Leading a Virtual Ride on Zwift
My name is Aaron and I’m the ride leader for the Thursday night US Richmond Rally on zwift.com. Zwift is more than just great software that provides an engaging experience while riding indoors, it is also a tremendous community of riders from all around the world. Here are some tips I’ve compiled over this winter that I’ve found helpful when leading rides in this virtual world.
With drafting and real people at the controls virtual rides are very realistic but differ from the outdoors in a couple of important ways, namely reduced situational awareness and improved ability to communicate with riders around you. You get both the benefit (and requirement) of coaching your group throughout to keep them focused and together.
While I’m sure TeamSpeak and Discord are lovely, you have to presume the lowest common denominator. I don’t want to say everything twice so I only use the Zwift text feature on my phone app. I use my phone’s built-in speech-to-text translator so that I can give clear instructions quickly while riding at speed.
So far I’ve found ways to overcome most of the limitations. If I type urr or wwr my iPhone will capitalize it for me. I use shorthand for power—if I say “three point oh” I will get 3.0 on-screen which is desirable. Siri still hasn’t figured out that I “pedal” my bike rather than “peddle” it, though.
Speak as if you’re speaking to a first-timer
Presume that at least one rider in the group has never done this before. Make announcements before the ride so people know how long they have to get to the start line. Tell them where the start line is. For example, you will frequently have to pedal much further to get to the Richmond start than the drop-off point in Watopia.
Prepare riders for what’s ahead
I give riders a full rundown twice before the ride (more if I’m asked specific questions which I try to always answer) and once shortly after departing while everyone is getting situated.
Richmond is a particularly tricky course due to the hills. I make sure that everyone knows NOT to coast on the descent because the 40mph group will dust you if you let it go.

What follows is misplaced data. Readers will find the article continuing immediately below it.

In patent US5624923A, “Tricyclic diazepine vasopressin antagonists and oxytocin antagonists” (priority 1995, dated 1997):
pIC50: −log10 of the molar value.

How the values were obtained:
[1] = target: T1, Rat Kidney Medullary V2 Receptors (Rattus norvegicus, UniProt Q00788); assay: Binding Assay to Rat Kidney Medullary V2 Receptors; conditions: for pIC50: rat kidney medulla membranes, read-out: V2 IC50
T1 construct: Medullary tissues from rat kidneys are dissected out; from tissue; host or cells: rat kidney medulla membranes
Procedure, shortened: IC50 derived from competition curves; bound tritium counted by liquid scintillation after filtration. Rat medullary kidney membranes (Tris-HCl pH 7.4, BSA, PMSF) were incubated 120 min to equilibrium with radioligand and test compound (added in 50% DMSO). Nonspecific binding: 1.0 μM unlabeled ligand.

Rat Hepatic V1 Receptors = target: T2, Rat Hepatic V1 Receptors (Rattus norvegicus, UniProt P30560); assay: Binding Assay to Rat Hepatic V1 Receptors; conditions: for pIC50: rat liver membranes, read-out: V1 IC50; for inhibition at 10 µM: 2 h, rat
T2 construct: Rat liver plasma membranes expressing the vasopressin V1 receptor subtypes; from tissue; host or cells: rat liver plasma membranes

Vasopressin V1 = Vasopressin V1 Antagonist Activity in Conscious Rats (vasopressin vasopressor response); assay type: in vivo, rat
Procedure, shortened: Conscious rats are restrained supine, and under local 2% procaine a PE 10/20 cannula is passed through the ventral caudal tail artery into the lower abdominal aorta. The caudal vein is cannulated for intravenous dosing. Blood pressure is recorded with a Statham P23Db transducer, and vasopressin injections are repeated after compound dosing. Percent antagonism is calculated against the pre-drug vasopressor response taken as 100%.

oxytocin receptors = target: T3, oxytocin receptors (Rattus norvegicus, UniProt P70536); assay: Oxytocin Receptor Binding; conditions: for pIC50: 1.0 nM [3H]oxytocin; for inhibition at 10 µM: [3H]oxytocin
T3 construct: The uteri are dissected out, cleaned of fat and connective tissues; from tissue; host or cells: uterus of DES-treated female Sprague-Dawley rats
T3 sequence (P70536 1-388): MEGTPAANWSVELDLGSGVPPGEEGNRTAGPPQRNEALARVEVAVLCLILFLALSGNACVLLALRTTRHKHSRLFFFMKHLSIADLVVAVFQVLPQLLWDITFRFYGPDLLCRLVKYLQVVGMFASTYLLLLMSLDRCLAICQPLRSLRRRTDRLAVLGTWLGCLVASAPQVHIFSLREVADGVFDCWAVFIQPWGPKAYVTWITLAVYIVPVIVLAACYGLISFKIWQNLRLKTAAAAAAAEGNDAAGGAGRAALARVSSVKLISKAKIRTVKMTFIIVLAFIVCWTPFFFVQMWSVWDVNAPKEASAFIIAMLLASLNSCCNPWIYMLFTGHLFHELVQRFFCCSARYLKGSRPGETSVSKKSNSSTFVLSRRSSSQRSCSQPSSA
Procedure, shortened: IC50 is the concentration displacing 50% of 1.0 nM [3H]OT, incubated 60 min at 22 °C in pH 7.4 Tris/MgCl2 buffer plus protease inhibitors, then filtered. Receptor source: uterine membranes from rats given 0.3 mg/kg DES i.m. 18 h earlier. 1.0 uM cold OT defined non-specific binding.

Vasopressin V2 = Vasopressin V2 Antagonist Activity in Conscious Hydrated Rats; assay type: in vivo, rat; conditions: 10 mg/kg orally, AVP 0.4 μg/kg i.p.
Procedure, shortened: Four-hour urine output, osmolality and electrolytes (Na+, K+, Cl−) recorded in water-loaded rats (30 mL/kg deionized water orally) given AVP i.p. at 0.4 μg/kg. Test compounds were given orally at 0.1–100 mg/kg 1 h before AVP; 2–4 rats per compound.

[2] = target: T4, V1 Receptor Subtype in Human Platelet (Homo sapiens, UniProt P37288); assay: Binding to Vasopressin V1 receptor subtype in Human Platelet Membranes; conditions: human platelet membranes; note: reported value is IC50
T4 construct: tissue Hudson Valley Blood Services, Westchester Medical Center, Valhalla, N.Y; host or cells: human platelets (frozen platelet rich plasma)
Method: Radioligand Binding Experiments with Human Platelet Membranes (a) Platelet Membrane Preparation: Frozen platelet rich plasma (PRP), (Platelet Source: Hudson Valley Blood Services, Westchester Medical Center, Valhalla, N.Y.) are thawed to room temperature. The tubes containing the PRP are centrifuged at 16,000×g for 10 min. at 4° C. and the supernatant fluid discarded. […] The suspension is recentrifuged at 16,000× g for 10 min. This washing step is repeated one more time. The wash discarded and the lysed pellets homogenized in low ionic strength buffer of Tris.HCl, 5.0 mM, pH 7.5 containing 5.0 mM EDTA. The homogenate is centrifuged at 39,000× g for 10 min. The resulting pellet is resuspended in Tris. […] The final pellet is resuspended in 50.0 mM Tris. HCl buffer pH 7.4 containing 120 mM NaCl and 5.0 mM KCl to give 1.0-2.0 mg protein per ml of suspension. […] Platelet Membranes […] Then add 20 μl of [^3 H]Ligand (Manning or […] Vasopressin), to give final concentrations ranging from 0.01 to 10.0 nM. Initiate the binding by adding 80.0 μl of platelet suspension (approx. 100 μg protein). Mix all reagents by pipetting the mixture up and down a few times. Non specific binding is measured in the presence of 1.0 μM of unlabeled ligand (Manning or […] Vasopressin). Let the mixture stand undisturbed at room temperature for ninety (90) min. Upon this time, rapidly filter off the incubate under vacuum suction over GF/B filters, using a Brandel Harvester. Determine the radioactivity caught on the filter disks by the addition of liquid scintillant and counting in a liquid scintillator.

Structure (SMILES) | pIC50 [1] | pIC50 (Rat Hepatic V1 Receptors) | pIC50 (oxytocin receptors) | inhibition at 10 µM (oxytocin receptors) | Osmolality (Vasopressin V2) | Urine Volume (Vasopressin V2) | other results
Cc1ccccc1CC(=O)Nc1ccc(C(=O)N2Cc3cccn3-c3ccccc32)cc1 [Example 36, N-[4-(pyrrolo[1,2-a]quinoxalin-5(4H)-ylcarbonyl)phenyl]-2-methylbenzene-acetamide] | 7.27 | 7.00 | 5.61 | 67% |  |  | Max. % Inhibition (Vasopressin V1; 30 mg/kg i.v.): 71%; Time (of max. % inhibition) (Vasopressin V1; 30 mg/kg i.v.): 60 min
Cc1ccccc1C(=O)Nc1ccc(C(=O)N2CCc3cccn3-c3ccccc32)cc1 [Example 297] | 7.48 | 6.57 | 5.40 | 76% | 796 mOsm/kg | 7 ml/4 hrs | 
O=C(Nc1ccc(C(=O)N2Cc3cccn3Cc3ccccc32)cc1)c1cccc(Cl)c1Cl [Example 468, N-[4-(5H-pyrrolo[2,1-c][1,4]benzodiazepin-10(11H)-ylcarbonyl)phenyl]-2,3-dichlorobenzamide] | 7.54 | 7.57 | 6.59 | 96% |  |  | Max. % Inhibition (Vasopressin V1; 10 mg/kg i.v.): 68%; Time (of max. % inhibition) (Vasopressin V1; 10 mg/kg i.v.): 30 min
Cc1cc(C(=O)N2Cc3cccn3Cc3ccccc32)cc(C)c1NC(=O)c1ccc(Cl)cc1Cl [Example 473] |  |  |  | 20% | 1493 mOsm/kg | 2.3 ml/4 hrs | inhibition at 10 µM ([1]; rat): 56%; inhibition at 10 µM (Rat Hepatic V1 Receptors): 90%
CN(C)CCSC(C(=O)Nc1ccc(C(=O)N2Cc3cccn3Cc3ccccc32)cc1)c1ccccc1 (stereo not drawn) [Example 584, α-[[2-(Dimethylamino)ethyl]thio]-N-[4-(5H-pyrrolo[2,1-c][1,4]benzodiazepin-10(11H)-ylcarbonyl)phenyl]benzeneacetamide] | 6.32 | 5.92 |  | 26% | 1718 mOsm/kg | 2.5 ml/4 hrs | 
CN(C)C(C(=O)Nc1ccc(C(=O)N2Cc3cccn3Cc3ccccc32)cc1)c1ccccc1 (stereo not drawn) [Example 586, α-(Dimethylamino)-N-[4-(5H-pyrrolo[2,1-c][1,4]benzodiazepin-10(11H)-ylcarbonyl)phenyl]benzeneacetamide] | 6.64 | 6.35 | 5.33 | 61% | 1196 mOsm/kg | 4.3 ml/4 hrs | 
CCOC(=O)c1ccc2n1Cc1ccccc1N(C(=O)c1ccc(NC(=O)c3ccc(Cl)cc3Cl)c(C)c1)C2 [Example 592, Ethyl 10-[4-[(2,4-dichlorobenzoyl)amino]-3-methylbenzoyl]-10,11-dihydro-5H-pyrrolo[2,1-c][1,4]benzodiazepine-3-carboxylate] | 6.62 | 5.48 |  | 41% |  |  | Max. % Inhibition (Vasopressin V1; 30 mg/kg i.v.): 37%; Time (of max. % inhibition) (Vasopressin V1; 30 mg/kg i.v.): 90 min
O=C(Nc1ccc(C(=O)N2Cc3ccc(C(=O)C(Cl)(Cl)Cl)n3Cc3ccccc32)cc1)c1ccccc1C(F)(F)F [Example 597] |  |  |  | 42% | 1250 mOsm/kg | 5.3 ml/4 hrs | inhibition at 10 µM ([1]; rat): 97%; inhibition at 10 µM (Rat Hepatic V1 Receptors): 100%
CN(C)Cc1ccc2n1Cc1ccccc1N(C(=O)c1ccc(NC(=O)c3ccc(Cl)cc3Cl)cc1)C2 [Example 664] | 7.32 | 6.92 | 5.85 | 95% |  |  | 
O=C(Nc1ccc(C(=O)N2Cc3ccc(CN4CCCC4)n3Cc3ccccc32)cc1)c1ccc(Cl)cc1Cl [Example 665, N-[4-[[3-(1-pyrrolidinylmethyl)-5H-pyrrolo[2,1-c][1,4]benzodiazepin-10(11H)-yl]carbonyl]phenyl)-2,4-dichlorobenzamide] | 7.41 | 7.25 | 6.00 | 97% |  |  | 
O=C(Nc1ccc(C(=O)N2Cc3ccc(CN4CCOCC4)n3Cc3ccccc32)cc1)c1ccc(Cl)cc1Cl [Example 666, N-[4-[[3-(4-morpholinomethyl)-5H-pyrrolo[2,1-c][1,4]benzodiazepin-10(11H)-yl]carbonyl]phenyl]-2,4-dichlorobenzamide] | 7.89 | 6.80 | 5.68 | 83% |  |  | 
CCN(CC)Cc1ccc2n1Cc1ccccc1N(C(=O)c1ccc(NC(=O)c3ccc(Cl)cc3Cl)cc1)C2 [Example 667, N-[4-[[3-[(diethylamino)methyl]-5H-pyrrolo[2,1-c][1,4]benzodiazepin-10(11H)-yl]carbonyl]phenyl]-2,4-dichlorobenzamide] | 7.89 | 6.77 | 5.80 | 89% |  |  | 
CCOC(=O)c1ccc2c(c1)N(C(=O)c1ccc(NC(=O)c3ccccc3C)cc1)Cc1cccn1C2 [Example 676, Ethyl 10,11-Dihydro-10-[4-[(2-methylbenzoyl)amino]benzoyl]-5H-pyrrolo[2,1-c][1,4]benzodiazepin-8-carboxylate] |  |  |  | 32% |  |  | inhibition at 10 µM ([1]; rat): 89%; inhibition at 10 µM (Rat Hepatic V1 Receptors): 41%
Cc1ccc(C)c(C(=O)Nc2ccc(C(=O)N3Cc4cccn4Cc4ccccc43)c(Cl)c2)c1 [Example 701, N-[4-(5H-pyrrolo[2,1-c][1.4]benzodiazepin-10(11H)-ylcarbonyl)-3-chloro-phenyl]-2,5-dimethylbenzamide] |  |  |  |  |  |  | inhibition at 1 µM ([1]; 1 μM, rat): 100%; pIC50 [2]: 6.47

When climbing VERY small variances in power output lead to 30 second gaps quick. I am clear that the group WILL split and that this is OK. Stopping to regroup does not work but people are adaptable and can find others on the list with their ride abbreviation in it and get together to carry on.
One of the things I love about Scottie Weiss’ Wednesday Watopia Ride is that he is always present. If you’re in the first group you’ll always see him there at the right pace so you can gauge your efforts appropriately. A couple of times per lap he provides positive feedback for those in the group who are following the pace and working well together.
Since we can’t feel the wind in our hair and hear that guys super loud cassette ratchet you need to remind people of things that would be more obvious in the real world: “close those gaps to get your maximum draft effect!”, “the hills are coming up, make sure to watch your watts and take care of your neighbors”, “after this sprint the downhill is coming up, let’s ease up to 2.5 and stay tight”.
I try to be realistic about power. I don’t have a smart trainer but I know a lot of people do. I’m sure once your kicker whacks you on the hill it is going to take you a minute to get sorted and putting out the appropriate number of watts. I have recently just been calling out sustained watts that are beyond the group agreement.
After each ride I like to go into Strava and give everyone Kudos that came out. The Strava algorithm for determining that you rode with someone isn’t always perfect but it’s what we have. Its a little gesture to thank everyone for coming out and encourage them to return.
Make it fun
The ‘moderate’ rides are interesting because while they are slower than the races, they still attract a group that likes, as was said the other night, “a good gauntlet throwdown”. By lap 3 in Richmond you’re over an hour in so there is no harm in opening up the final hills to an all-out battle to the finish. It’s a great way to ensure that you feel like you got a workout as well as give everyone a goal for the following week. Similarly, WWR does a sprint finish on the flat Watopia course.
Ultimately the key to a good group ride is communication and engagement. A group ride brings together the best aspects of a spin class and virtual reality, passing the time quickly and giving you the feeling that you went somewhere together. This is already a lot of fun and will only get better as the software improves.